Other celebrities are more hands on. Eddie Izzard has voiced his interest in being Mayor of London and this year Al Murray is standing against Nigel Farage in protest to UKIP… as his on-stage pub landlord persona. Yes, apparently that’s allowed. Izzard endorses equality and has the character believable of a leader, but what political knowledge does he really have? Next to none. Who wants somebody who hasn’t the first clue about politics in government?
Al Murray, putting both middle fingers up to UKIP, seeks to prove even a fictional person could win more votes than Farage. The wider message here is that literally anybody (even imaginary people) could run for parliament. How does that affect the public views on candidates? How can you know that any of them really have a clue? By placing doubt in the minds of the public, Murray only degrades the importance of voting and politics as a whole. Celebrities only make the grey areas of politics greyer and so can only serve to have a negative impact on the political system.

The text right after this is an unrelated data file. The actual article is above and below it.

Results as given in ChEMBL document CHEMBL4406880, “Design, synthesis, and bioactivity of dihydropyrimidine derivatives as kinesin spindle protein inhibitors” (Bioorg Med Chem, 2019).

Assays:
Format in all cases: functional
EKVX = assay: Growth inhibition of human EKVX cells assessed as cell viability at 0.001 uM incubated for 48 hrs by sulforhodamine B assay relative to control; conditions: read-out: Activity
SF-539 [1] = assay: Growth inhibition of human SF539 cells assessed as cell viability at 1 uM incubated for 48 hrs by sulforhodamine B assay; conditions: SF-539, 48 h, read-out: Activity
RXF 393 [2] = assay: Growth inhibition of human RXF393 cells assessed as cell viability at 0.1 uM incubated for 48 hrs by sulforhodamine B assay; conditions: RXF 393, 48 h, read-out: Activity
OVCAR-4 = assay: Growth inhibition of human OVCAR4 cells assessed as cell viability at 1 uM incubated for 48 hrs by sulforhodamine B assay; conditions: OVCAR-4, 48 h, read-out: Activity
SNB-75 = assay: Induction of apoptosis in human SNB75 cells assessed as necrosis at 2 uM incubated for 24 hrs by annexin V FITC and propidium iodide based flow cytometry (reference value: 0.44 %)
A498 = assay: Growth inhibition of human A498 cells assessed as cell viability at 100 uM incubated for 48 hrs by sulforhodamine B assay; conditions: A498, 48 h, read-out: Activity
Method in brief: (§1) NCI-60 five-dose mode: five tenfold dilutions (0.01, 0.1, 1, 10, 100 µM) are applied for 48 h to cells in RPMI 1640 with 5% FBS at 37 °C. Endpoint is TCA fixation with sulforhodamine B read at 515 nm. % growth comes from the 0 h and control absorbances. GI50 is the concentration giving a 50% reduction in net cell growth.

FOR: KATIE WILSON
I am of the belief that no publicity is bad publicity. Any kind of celebrity endorsement will engage some people, whether it be to agree or disagree with that person: some people are more likely to listen to the well- known voices of celebrities, even to just get them thinking about politics. Having seen Jo Brand on a Labour Party Broadcast, I was rather impressed that the party themselves had actually acquired such a big name to help them out- even better when she says she used to be a nurse and is talking about the NHS and wanting to keep it in public hands. Be this on an autocue or not, these are the kinds of people that connect with a different audience to those (what can be) boring, more straight- talking politicians…notice though, how my three examples are all comedians (intriguing); here are two more:
Russell Brand: A famous name, a comedian, an actor and generally famous as Katy Perry’s ex-husband, Russell Brand can connect with a completely unique and diverse audience. Brand has recently been seen as an activist and campaigner, actively sharing his anti- capitalist, hence radically left- wing views. With over 9 million followers on Twitter, Russell Brand has a rather large platform, and his use of social media does not stop there. His accounts are used to promote his YouTube videos- a series of videos aiming to be amusing and thought- provoking. “The Trews” series doesn’t focus simply on politics, covering a wide range of topics, varying from homophobia to the apocalypse.